TOKYO Victor Co. of Japan Ltd. (JVC) and Sony Corp. have allied to jointly develop the interface for the D-VHS recorder. The partnership will combine IEEE-1394-related technologies that Sony is promoting as i.Link with JVC's D-VHS format, with an aim to position the D-VHS recorder as the most practical digital-video recorder for home networks that use the 1394 serial interface.
The D-VHS format enables digital-video recording with 44-Gbyte capacity per cassette tapes of the same size as today's VHS format, ensuring full compatibility with that analog standard. One tape can record for 7 hours in standard-definition mode at a transfer rate of 14.1 Mbits/second, or for 3.5 hours in high-definition mode at 28.2 Mbits/s.
Though JVC proposed D-VHS as early as 1995, the standard's use has been limited to dedicated tuner built-in recorders for JVC's Ecostar line and for PerfecTV from Hitachi Ltd.
"Sony's participation will make it more certain that D-VHS will be the world de facto standard," said Hiroki Shimizu, senior managing director of JVC.
Katsumi Ihara, president of Sony's Home A&V Products Co., said, "Through the joint R&D, the two companies will combine D-VHS and i.Link interface technology to provide a means of digital recording for digital broadcasts in the world. Furthermore, we want to propose new usage of D-VHS on a digital network."
IEEE-1394 has already been adopted in the consumer realm for output of digital-video camcorders. But JVC and Sony plan to devise technology to send MPEG-2 data through the 1394 link, making it possible to connect D-VHS decks to set-top-boxes for recording digital broadcasts.
"IEEE-1394 defined the road of the signal, but what runs on that road has not been defined," said Takamichi Mitsuhashi, a Sony development engineer. "We will build a protocol to define what will be transmitted."
JVC, as the licensor of D-VHS, will provide the 1394-related technology to licensees. A total of 13 major VCR manufacturers have lined up behind D-VHS, with three companies Hitachi, Matsushita Electric Industrial Co. and Philips Electronics serving as technical advisers.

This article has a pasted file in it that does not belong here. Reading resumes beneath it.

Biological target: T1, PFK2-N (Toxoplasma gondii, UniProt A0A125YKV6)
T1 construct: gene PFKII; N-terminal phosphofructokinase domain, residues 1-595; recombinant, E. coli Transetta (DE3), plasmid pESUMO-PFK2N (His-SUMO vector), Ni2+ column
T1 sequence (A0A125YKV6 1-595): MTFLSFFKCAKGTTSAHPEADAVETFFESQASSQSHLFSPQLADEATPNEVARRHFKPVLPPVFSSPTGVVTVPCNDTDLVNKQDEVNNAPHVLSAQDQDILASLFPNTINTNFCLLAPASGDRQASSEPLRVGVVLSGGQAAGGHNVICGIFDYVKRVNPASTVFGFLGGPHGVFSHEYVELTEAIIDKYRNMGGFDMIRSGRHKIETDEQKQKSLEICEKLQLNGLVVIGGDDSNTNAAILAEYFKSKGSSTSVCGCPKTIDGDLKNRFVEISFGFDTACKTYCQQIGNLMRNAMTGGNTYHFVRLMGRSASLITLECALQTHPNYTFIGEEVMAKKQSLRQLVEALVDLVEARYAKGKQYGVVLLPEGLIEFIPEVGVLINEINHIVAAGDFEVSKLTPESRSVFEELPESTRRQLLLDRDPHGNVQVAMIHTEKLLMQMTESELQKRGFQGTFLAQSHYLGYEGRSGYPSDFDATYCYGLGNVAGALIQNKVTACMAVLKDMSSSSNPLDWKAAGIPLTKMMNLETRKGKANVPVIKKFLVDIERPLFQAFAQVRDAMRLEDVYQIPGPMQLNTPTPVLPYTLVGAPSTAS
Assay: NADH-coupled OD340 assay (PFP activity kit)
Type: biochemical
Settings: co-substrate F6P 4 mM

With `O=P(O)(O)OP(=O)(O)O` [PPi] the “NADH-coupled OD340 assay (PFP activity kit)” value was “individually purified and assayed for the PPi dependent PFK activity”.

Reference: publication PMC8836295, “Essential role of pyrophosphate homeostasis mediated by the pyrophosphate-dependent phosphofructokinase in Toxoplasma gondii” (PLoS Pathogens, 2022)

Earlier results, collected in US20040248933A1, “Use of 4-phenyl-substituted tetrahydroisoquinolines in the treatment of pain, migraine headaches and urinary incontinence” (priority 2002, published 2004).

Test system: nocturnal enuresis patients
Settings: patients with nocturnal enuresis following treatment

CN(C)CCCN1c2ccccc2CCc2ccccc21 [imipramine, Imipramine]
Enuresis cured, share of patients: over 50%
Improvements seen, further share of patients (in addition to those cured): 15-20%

A place for tape
Consumer manufacturers, including Sony and JVC, are working on the next-generation disk system with a capacity of around 15 Gbytes, which they expect to be suitable for a home video-disk recorder. But that doesn't mean there's no place for tape.
"People said that tape had no future," said JVC's Shimizu. "But in terms of cost, tape media have an incomparable advantage. D-VHS will vitalize the huge asset of VHS that has already accumulated."
The D-VHS format features bit-stream recording, in which an input signal and output is stored as is scrambled data is left that way, without descrambling. This is one way to avoid copy-protection problems.
For 1394, Hitachi, Intel, Matsushita, Sony and Toshiba have proposed the Digital Transmission Content Protection scheme to prohibit illegal duplication. A 1394-equipped D-VHS deck will thus have ample copy protection.
"But to avoid later troubles . . . we are discussing with copyright holders ways to settle copyright issues" for D-VHS licensees, said Shimizu.
JVC plans to introduce a D-VHS recorder with the codeveloped 1394 interface by this summer in Japan. Introduction in overseas markets will follow soon as copyright hurdles are cleared. Sony has a similar marketing timetable, according to Ihara.